You never have to consent to a search of yourself or your belongings. But if you do explicitly consent, it can affect you later.

The police may “pat down” your clothing if they suspect you have a weapon and may search you after an arrest. But they may not confiscate or demand to view your photographs or video without a warrant, nor may they delete things from your phone. They can only order you to stop doing so if you are interfering with legitimate operations.

Can the Police Order Crowds to Disperse?

Saturday night’s protests in Tampa saw police launching bean bags and tear gas at protesters in an effort to break up the crowds. And while unconfirmed, some protesters claimed these actions came without provocation.

Orders to disperse should be the last resort to end a protest, but these tactics have strict guidelines. For instance, the police cannot break up a lawful protest unless there is a clear and present danger of riot, disorder, or other immediate threat.

When the police issue an order to disperse, they must provide you with a reasonable timeframe to comply. This means giving you an opportunity to leave peaceably and a clear path to do so prior to taking action. Additionally, the police must explain that failure to comply will result in you being arrested and charged.

What if I’m Arrested at a Protest?

Stay calm and keep your hands visible. Don’t argue, resist, or obstruct in any way – even if you believe they are violating your rights.

If you are arrested at a protest, you will be restrained and taken to a nearby facility for processing. This location can vary based on the circumstances and capacity of local police departments. Things may be hectic and sometimes protesters are not immediately made aware of the charges against them, read their rights, or treated particularly well.

Memorize Details and Report Injuries

Try to learn the officer’s name, badge number, or other identifying details. If you suffered injuries, request medical attention right away and take photos if possible. Also keep any forms relating to your arrest, charges, or when to appear in court.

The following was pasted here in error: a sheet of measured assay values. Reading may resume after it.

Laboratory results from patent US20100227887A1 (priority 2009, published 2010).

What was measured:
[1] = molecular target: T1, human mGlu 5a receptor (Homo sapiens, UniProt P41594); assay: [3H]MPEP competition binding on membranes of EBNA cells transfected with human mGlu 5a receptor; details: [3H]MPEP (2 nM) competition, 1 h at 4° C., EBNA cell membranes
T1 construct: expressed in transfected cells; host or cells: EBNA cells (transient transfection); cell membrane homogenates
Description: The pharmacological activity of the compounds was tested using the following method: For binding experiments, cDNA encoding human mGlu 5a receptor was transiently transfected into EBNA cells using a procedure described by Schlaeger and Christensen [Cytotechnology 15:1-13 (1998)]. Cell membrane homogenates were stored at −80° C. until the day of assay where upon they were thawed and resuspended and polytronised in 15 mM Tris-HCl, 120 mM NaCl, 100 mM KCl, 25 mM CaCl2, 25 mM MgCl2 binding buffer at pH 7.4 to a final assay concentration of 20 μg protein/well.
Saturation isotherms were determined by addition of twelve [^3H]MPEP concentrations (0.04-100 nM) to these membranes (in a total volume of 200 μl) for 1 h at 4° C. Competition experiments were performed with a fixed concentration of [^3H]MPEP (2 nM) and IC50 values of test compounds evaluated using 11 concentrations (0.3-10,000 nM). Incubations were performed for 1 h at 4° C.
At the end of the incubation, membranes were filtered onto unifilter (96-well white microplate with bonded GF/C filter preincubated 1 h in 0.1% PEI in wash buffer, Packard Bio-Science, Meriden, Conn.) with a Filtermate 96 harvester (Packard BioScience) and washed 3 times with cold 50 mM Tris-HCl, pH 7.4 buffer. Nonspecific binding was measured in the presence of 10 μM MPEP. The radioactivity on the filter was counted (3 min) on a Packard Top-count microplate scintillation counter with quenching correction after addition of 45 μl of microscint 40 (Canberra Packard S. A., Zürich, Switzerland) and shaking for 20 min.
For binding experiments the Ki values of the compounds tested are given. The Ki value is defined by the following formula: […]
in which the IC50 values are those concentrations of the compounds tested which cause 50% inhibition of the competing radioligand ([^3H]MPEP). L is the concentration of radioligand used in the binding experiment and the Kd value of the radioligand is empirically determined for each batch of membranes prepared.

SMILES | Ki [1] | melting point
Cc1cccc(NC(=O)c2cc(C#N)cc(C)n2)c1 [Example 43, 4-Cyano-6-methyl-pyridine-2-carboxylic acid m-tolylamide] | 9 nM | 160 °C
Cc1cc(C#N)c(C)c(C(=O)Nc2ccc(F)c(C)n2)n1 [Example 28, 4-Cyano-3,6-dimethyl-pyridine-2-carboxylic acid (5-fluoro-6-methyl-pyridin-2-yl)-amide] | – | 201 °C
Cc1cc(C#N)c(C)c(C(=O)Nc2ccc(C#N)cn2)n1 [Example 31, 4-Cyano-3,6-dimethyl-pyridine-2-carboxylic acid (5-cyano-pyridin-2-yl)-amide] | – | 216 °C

Write A Lawyer’s Number on Your Body

Before the protest starts, tell your friends and family where you are going and what to do if you are in custody. The HCSO Arrest Inquiry system is a good place to start but databases like this may be unreliable immediately following a protest.

Finally, it is always a good idea to have the number of a trusted lawyer with you during a protest. Remember that your phone and other personal items may be taken if you are arrested, so it may be wise to write the number on your arm in permeant marker or memorize it.

When you contact an attorney for assistance, try to provide the following information if possible:

  • Your Full Name
  • Date of Birth
  • Location of Arrest
  • Jail or Facility You’re Being Held
  • Bail Amount if Applicable
  • A Family/Contact Number
    • Arrested at a Tampa Protest? Call Brett Metcalf

      These protests should drive us to improve our legal system, but sadly Tampa will likely see more protests, clashes with police, and arrests. We believe in your rights, and want to be part of the solution to police misconduct and brutality. As a Tampa native, Brett Metcalf wants to ensure your rights are respected and you are protected.

      If you were arrested in a protest or plan to attend a demonstration in the area and want legal help, an experienced lawyer is ready.

      Call attorney Metcalf 24/7 for a free and confidential consultation: (813) 258-4800.